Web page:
Until the time of the renewal and reform of the Marian Order, The Rule of the Ten Virtues was translated into Polish and Portuguese and underwent seven printings (Varsaviĺ 1723, Warszawa 1750, twice Lisboa 1757, Lisboa 1759, Romĺ 1778, Wilno 1791). As a result of the endeavors of Blessed George Matulaitis-Matulewicz, on November 28, 1910, Pope Pius X ratified the renewed and reformed Congregation of Marian Fathers along with its new Constitutions. Subsequently the solemn vows were replaced with simple ones, thus The Rule of the Ten Virtues ceased to be obligatory for the Marians. However, the Rule did not pass into history, but continues to shape Marian spirituality in the renewed Congregation as a valuable spiritual heritage. In the past 100 years, many General Superiors of the reformed community gave witness to this fact. After the reform of 1909, the Rule was reprinted at least nine times in Portuguese, English, and Polish in addition to being added to the Constitutions (Romĺ 1930, Kraków 1933, Stockbridge 1955, Stockbridge, 1980, Lublin 1984, Warszawa 1986, Curitiba 1988, Warszawa 2001, Rzym–Stockbridge 2006).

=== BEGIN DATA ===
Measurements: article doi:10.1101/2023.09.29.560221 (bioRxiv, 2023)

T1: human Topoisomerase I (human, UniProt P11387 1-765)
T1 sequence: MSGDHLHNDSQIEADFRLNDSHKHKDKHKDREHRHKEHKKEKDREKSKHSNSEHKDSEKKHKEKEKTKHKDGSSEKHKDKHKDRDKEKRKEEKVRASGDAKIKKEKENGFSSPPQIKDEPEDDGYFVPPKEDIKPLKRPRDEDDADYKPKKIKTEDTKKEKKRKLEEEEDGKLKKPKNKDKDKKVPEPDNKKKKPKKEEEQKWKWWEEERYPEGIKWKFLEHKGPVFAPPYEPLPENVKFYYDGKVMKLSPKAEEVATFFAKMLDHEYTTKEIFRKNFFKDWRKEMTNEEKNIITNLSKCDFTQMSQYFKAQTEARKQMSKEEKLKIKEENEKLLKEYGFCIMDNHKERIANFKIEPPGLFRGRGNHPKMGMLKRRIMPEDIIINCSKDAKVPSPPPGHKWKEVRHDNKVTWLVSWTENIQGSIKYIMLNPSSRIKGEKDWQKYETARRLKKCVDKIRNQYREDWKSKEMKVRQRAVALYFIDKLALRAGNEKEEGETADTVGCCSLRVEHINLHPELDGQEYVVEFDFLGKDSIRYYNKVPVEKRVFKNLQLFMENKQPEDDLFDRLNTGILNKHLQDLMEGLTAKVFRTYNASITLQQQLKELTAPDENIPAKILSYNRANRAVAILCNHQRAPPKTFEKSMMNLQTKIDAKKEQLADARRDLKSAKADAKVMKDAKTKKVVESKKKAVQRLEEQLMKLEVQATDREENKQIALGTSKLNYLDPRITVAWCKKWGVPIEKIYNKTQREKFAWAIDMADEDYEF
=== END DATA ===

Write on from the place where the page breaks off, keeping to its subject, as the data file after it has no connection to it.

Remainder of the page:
For over three centuries The Rule of the Ten Virtues has been, and still is, for the Marians a matter for reflection and pondering, while the Chaplet of the Ten Evangelical Virtues of the B.V.M. contained therein, is a favored Marian prayer in the community. Also, the Rule had a significant influence on the interior decorations of Marian churches. For example, a ten-ray star with Mary’s 10 virtues written in Polish on each ray, is painted on the ceiling of the main nave in the 1776 historic church in Goźlin – one of the Congregation’s first posts. Another example is rendered in the Puszcza Mariańska parish church built in 2000, whose main altar contains an Italian-made icon of the B.V.M., that John Paul II personally blessed in 1996. The said icon displays the image of Mary Immaculate surrounded with the Latin names of the Mary’s 10 virtues described by the Rule.